The 2019 General Assembly Session ended at midnight on April 9th, capping an eventful legislative session for Senator Shirley Nathan-Pulliam (District 44 – Baltimore City and Baltimore County). In her first session as the Vice Chair of the Education, Health, and Environmental Affairs Committee, Nathan-Pulliam would be directly involved with some one hundred fourteen pieces of legislation and serve as the lead sponsor of twenty-three significant bills (you can find a link to each of these bills by clicking). Of the twenty-three bills that she carried as the lead sponsor, seven passed both Chambers of the General Assembly and are now poised to become Maryland law.
This bill clarifies that the Criminal Justice Information System Central Repository (CJIS-CR) must provide a revised printed statement of an individual’s State criminal history record to the State Board of Nursing (BON) if criminal history record information (CHRI) is reported to CJIS-CR after the date of an initial criminal history records check (CHRC).
This bill requires the Maternal Mortality Review Program to include a specified section on racial disparities in its annual report. The section must include a comparison of the maternal mortality rates (MMRs) of non-Hispanic Black and non-Hispanic White women and data on changes in MMRs by race and ethnicity.
This bill adds two locations, the University of Maryland Baltimore County (UMBC) Training Centers and the Langston Hughes Community, Business and Resource Center (LHCBRC), to the Cyber Warrior Diversity Program (CWDP), and allows the new locations to be eligible for specified grants. The bill requires each governing entity offering CWDP to use the CWDP curriculum. In addition, if a governing entity administers its CWDP through a contractual arrangement or memorandum of understanding (MOU), the governing entity must award the contract or MOU to a small disadvantaged business, as specified in the bill. Finally, the bill changes the distribution of the $2.5 million mandated for the program, to include distributions to UMBC Training Centers and LHCBRC, as specified, and requiring $250,000 beginning in fiscal 2021 for LHCBRC to hold a National Cyber Warrior Diversity Conference.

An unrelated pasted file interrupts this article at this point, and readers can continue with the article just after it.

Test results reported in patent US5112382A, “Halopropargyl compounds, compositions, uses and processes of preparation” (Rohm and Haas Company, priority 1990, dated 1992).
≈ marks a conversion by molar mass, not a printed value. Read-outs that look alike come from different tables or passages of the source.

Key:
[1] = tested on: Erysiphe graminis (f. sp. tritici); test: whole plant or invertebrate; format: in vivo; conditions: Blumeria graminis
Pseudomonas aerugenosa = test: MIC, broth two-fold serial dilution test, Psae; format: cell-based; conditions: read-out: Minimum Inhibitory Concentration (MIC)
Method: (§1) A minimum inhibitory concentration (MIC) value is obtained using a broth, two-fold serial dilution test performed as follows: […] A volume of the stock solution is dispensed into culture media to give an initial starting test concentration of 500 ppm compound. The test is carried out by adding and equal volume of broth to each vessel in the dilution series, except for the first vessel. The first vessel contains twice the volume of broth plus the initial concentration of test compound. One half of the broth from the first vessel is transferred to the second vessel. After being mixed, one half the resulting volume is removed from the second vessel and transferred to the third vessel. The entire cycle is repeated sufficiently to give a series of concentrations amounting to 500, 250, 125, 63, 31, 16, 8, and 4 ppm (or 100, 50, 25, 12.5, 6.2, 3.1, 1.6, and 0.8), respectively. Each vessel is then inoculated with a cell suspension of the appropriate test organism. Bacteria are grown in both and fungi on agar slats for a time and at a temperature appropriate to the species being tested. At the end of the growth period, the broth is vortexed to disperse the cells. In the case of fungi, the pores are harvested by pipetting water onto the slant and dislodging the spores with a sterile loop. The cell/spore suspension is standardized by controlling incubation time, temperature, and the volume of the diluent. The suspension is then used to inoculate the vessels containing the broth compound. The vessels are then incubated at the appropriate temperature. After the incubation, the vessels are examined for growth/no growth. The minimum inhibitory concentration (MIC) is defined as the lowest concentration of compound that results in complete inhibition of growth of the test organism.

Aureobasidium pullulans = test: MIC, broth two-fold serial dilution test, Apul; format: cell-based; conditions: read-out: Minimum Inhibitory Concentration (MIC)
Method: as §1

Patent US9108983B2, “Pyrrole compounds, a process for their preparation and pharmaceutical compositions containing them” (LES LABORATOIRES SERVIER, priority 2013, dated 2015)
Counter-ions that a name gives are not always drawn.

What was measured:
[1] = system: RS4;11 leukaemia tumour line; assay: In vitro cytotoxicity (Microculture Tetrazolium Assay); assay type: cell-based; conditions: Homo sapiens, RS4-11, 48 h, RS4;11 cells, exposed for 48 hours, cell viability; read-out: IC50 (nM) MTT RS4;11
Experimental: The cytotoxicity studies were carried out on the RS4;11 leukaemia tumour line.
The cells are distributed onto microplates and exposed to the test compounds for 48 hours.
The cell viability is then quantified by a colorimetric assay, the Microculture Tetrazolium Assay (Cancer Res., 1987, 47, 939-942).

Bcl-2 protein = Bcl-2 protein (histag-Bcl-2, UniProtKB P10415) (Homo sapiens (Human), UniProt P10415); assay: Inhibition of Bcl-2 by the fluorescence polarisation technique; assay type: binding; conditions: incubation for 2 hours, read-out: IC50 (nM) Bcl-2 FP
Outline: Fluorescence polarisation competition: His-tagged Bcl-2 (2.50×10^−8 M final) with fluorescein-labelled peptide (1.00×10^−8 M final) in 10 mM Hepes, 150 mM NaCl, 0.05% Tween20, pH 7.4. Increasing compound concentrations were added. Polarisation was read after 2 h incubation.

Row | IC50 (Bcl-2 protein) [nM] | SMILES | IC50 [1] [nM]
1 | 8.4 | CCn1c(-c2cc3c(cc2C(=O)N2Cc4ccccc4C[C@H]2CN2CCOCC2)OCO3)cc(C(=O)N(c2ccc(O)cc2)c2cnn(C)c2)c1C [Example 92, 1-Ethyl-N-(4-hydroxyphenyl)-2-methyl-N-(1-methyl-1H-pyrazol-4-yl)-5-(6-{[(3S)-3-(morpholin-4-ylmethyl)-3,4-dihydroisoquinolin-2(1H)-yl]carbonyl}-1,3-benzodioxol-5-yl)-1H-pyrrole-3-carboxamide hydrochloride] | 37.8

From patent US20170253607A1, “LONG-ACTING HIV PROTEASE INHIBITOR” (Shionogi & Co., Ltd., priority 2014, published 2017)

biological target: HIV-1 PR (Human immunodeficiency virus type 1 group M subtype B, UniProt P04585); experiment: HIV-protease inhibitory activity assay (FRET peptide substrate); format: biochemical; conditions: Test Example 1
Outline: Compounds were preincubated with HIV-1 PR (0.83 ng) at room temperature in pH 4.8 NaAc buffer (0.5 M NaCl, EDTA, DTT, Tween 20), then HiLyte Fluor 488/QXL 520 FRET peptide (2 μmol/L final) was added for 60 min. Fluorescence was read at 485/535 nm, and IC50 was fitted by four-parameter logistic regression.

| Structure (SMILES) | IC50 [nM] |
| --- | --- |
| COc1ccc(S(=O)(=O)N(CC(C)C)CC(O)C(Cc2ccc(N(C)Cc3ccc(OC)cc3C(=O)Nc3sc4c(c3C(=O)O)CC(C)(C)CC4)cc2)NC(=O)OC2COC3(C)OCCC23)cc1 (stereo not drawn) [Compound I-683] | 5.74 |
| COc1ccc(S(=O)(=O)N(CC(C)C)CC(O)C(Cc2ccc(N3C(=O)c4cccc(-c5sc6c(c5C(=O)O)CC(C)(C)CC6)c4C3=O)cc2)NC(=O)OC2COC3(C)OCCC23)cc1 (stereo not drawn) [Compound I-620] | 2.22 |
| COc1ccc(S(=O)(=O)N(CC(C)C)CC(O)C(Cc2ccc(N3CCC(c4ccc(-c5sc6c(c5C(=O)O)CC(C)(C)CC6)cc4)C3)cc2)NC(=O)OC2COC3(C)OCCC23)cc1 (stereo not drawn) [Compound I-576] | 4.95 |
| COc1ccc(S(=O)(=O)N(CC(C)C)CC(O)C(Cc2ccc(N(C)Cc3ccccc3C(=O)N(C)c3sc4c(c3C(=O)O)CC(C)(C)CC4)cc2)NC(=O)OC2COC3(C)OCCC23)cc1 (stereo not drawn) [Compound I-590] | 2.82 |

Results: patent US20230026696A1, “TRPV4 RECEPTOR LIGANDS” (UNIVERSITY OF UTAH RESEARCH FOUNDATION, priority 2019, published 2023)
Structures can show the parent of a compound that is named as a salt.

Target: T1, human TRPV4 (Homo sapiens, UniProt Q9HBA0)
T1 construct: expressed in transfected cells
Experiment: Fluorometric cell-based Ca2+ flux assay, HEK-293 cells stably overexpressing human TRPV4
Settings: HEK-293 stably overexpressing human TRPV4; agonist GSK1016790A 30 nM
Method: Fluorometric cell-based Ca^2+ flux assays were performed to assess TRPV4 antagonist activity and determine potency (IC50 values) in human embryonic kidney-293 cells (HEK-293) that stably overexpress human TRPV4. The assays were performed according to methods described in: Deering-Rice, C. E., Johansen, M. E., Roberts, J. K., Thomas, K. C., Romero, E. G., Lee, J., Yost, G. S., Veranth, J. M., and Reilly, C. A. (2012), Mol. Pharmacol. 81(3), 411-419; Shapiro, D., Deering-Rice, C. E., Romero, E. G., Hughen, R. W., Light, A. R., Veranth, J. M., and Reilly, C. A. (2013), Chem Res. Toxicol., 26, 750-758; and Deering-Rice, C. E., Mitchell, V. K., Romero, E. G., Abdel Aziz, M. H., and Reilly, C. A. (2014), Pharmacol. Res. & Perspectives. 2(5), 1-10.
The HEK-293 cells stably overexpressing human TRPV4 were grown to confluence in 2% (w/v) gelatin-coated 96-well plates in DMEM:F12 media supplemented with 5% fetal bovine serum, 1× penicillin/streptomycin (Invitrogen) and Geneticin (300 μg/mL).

This bill requires the Governor to annually proclaim the month of August as Caribbean Heritage Month in recognition of the contributions that Caribbean Americans have made to the State. The proclamation must urge educational and cultural organizations to observe Caribbean Heritage Month with appropriate programs, ceremonies, and activities.
This bill requires Medicaid, subject to the limitations of the State budget, to provide medically appropriate drugs that are approved by the U.S. Food and Drug Administration (FDA) for the treatment of hepatitis C, regardless of the fibrosis score, and that are determined to be medically necessary.
This bill alters the membership of the Statewide Steering Committee on Services for Adults with Sickle Cell Disease and expands the intent of the Sickle Cell Anemia Subtitle within the Health-General Article to include providing resources for detecting sickle cell disease (SCD) and supporting individuals with SCD. The bill also authorizes the Maryland Department of Health (MDH), in consultation with the steering committee, to provide specified services related to SCD in the State.
This bill extends the date by which the Institute for Urban Research at Morgan State University (MSU) must submit a full report on the activities, findings, and recommendations of the Task Force on Reconciliation and Equity from January 31, 2020, to January 31, 2021. The bill also extends the termination date of the task force by one year from May 31, 2020, to May 31, 2021.
Now after a successful 2019 legislative session, Senator Nathan-Pulliam looks ahead to the 2020 session when she’ll bring with her the experience of another productive and effective year in the Maryland Senate.